Since 20 seats are need to take the senate and the Michigan Democratic party only really starts off with 11 due to the reason stated above, it is necessary to pick-up at least 4 and preferably more seats this election cycle to meet the goal of 20 seats by 2018 in time for redistricting. The good news is that there are several easy targets as well as a couple others that may be doable for the Democratic party.
District 13: This is an open seat as the current Republican senator is term-limited. While it is a mildly Republican district it is necessary for the state Democratic party to win a couple districts like this one to take over the senate. A good candidate for them would be current Democratic Rep Jim Townsend (house district 26) from Royal Oak who has won re-election before. It would be a tough uphill race against whoever the Republicans nominate but definitely doable. Since the minority population is quite small in the district, mid-term drop-offs should be minimal for the Dems.
District 17: This district is also an open seat due to a term-limited Republican and one that the Democratic party does well at sometimes down ballot. It is also a seat absolutely necessary for a Democratic majority. I hear that one of the Spades would be an excellent candidate here.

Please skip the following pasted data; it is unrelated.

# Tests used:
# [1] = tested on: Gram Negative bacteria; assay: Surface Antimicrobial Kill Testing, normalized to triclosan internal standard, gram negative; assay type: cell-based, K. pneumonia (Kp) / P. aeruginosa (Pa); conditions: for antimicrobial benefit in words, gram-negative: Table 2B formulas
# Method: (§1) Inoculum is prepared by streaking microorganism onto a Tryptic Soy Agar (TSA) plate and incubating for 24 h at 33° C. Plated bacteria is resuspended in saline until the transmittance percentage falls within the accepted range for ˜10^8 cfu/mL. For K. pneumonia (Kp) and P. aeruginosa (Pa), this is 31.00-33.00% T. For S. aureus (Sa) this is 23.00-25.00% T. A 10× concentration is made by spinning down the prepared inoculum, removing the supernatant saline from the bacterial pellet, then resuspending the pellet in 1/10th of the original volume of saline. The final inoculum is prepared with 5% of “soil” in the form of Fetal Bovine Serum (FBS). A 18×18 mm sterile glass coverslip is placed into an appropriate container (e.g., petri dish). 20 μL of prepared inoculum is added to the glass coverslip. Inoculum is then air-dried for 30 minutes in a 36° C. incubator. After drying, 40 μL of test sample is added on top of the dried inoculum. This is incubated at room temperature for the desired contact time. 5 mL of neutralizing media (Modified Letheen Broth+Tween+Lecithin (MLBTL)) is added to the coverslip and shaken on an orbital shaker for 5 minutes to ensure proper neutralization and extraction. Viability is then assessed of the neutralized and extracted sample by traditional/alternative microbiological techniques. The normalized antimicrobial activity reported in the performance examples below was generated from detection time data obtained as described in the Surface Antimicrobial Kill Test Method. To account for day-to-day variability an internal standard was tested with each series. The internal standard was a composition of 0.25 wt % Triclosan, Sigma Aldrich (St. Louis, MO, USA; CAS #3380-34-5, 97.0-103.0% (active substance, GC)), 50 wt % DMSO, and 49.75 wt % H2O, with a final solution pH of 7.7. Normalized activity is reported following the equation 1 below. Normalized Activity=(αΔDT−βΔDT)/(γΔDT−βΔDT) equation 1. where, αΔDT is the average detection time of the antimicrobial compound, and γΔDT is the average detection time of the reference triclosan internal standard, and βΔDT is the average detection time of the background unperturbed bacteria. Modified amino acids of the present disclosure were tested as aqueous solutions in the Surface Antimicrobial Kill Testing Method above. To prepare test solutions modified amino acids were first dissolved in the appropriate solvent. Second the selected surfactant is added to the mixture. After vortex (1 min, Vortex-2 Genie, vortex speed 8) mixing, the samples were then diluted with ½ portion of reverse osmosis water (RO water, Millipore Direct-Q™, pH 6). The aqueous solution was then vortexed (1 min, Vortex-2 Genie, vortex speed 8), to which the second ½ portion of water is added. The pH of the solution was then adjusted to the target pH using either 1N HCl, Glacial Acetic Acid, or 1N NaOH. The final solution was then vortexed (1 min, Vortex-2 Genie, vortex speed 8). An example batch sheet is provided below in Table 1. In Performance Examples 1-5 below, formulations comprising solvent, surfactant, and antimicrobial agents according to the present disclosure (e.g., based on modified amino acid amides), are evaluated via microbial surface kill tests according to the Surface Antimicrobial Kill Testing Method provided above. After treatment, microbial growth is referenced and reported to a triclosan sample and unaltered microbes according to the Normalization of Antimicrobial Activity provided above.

District 20: The current senator here is Tonya Shuitmaker who will likely seek re-election in neighboring senate district 26 leaving this seat open. On the Dem side Sean McCann from House district 60 would be an excellent candidate while the Reps will quite possibly run Margaret O'Brien from house district 61. This will also be a tough race between the parties but should slightly favor the Democratic party.
District 32: This is another open district due to a term limited Republican senator and like district 20 above, it should favor the Dems. Stacey Oakes from House district 95 could run on the Democratic side but I think she might just be a little too progressive for what the senate district could handle. On the Republican side I am not sure yet who might run.
District 38: This is a rather unique district that has started to vote Republican on the federal level but is still strongly Democratic at the local level. It is currently represented by Republican senator Tom Casperson who was swept in during the 2010 elections. However, it should be a fairly easy flip back for the Dems considering that their candidates did well in the upper peninsula back in 2012 elections. As for who should run on the Democratic side, I think Scott Dianda from House district 110 would be a strong challenger. He also has a somewhat more moderate record that should go over well in this more conservadem area.
Other districts worth targeting include 7, 29, and 34 however they all have incumbent Republican senators and all would be a tough fight at a time when the Democratic party will also be focusing on a Senate race, Gubernatorial race, and taking the state house. Michigan is going to need a lot of resources this coming year however it is important to remember that without capturing the trifecta, it will be hard for the Democratic party to advance their values.